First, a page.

UNITED STATES of America, Plaintiff-Appellee, v. Ronald ROSCOE, Defendant-Appellant.
Ronald Roscoe appeals his total sentence of life imprisonment plus ten years, imposed after he pled guilty to attempted enticement of a minor, 18 U.S.C. § 2422(b), travel with intent to engage in illicit sexual conduct, id. § 2423(b), transporting material involving the sexual exploitation of minors, id. § 2252A(a)(1) and (b)(1), and committing a specified felony sex offense while registered as a sex offender, id. § 2260A.
For several weeks in 2018, Roscoe communicated online with an undercover officer posing as an eleven-year-old girl named “Emma.” During their interactions, Roscoe offered to help Emma become sexually active, made sexually explicit comments to her, and discussed traveling from Michigan to Florida for the purpose of engaging in sexual activity with her. At some point, Roscoe also referenced two prior unsuccessful attempts to make contact with “girls” he had met in chatrooms. Roscoe was arrested in Florida on October 18, 2018, after flying there to meet Emma. A search of his cell phone revealed images and videos of child pornography.
Based on Roscoe's admission to Emma regarding the two prior attempts to make contact with girls he had met in chatrooms, the district court applied sentencing enhancements for “engag[ing] in a pattern of activity involving the sexual abuse or exploitation of a minor,” U.S.S.G. § 2G2.2(b)(5), and for being a repeat and dangerous sex offender, id. § 4B1.5(b)(1). Combined, these enhancements raised Roscoe's offense level by ten levels, resulting in a total offense level of 42 and a corresponding guideline range of 360 months to life imprisonment.
On appeal, Roscoe makes three arguments about these two enhancements. First, he contends that the district court clearly erred in basing the enhancements on his statements to Emma, which did not convey either that minors were involved or that any illegal sexual activity was contemplated. Second, he argues that the § 2G2.2(b)(5) and § 4B1.5(b)(1) enhancements double-counted the same conduct. And finally, he maintains that applying § 4B1.5(b)(1) where a defendant is also subject to a mandatory, consecutive sentence under 18 U.S.C. § 2260A violates “public policy.” We address each argument in turn.
We “review de novo questions of law dealing with the guidelines,” and we review any underlying factual findings for clear error. United States v. Hall, 965 F.3d 1281, 1293 (11th Cir. 2020). “For a factual finding to be clearly erroneous, we must be left with a definite and firm conviction that the court made a mistake.” United States v. Tejas, 868 F.3d 1242, 1244 (11th Cir. 2017). “The government bears the burden of establishing by a preponderance of the evidence the facts necessary to support a sentencing enhancement.” United States v. Alberts, 859 F.3d 979, 982 (11th Cir. 2017).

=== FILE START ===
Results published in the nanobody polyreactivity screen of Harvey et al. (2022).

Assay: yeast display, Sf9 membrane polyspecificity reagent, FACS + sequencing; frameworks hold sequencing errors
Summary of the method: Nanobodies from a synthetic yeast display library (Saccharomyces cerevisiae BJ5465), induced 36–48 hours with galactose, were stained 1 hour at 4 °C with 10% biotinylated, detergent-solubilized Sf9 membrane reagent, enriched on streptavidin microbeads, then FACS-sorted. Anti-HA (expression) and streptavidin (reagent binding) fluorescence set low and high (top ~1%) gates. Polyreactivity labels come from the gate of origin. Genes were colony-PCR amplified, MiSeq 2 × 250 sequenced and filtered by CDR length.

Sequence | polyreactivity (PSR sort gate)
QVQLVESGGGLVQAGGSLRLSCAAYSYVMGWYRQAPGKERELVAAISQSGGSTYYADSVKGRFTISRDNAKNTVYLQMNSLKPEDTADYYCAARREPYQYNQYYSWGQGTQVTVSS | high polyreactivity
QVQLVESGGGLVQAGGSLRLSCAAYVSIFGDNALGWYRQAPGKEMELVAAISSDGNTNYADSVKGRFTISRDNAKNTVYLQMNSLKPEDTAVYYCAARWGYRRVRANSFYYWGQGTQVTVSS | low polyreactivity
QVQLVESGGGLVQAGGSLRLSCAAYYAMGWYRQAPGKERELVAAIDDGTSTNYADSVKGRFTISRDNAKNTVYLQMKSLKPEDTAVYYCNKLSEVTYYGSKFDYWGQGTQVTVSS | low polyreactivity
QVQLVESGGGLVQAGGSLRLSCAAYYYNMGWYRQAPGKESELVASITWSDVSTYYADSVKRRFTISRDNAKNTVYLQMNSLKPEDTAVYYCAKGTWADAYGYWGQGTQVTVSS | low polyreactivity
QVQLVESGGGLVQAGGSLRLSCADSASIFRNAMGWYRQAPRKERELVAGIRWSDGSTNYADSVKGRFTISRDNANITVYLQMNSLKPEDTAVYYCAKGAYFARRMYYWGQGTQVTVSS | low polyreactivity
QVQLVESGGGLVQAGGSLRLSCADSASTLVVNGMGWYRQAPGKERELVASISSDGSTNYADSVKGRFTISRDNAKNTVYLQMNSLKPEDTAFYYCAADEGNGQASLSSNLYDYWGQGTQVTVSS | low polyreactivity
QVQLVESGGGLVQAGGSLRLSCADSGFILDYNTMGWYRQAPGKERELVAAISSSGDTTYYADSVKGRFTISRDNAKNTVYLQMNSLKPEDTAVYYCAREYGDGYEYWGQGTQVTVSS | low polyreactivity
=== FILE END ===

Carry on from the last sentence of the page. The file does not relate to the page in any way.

Under § 2G2.2(b)(5), a defendant convicted of transporting child pornography is subject to a five-level increase to his offense level if he “engaged in a pattern of activity involving the sexual abuse or exploitation of a minor.” According to the commentary, a pattern is “any combination of two or more separate instances of the sexual abuse or sexual exploitation of a minor by the defendant, whether or not the abuse or exploitation (A) occurred during the course of the offense; (B) involved the same minor; or (C) resulted in a conviction for such conduct.” Id. § 2G2.2, cmt. n.1. “Sexual abuse or exploitation” includes attempted enticement of a minor to engage in sexual activity, 18 U.S.C. § 2422(a), and travel with intent to engage in sexual activity with a minor, 18 U.S.C. § 2423(b). Id.
Under § 4B1.5(b), a defendant ordinarily qualifies for an additional five-level increase if three requirements are met: (1) the “instant offense of conviction is a covered sex crime”; (2) neither § 4B1.1 (the career-offender guideline) nor § 4B1.5(a) (which requires a prior sex offense conviction) applies; and (3) the defendant “engaged in a pattern of activity involving prohibited sexual conduct.” The prohibited sexual conduct need not have “occurred during the course of the instant offense” or “resulted in a conviction for the conduct that occurred on that occasion.” U.S.S.G. § 4B1.5, cmt. n.4(B)(ii). And like “sexual abuse or exploitation,” “prohibited sexual conduct” includes conduct proscribed by § 2422 and § 2423. See id., cmt. n.4(A) (stating that “prohibited sexual conduct” means “any offense described in 18 U.S.C. § 2426(b)(1)(A) or (B),” which covers offenses under chapter 117 of Title 18, including § 2422 and § 2423).
So Roscoe's challenge to both enhancements comes down to the issue of whether he engaged in two or more separate instances of conduct prohibited by, as relevant here, § 2422 and § 2423. The presentence investigation report (“PSR”) and the district court determined that Roscoe engaged in such a pattern based on his statements to the undercover officer posing as Emma. According to the PSR and the underlying chat records, Roscoe tried to persuade Emma to talk with him by telephone or video because he was “having a hard time grasping that [she] was real.” The reason for his skepticism, Roscoe explained, was two prior instances where he unsuccessfully tried to meet up with “girl[s]” he had met in chatrooms. The first girl he chatted with for “almost five months” before trying to meet her twice and driving 1,100 miles, but both times she came up with a reason why they couldn't meet, and he suspected that one of the pictures she sent him was fake because it was uploaded to the internet in 2014, when she would have been “5 years old.” There was “another girl [he] was supposed to meet” after they had “chatted for a long time,” and she had professed her love for him, but when he drove to meet her, “[t]here was never a girl there,” just a “lady approximately 40 years old.” Roscoe stressed that he was not accusing Emma of doing similar things, but he “just wanted to let [her] know” why he was “so skeptical.”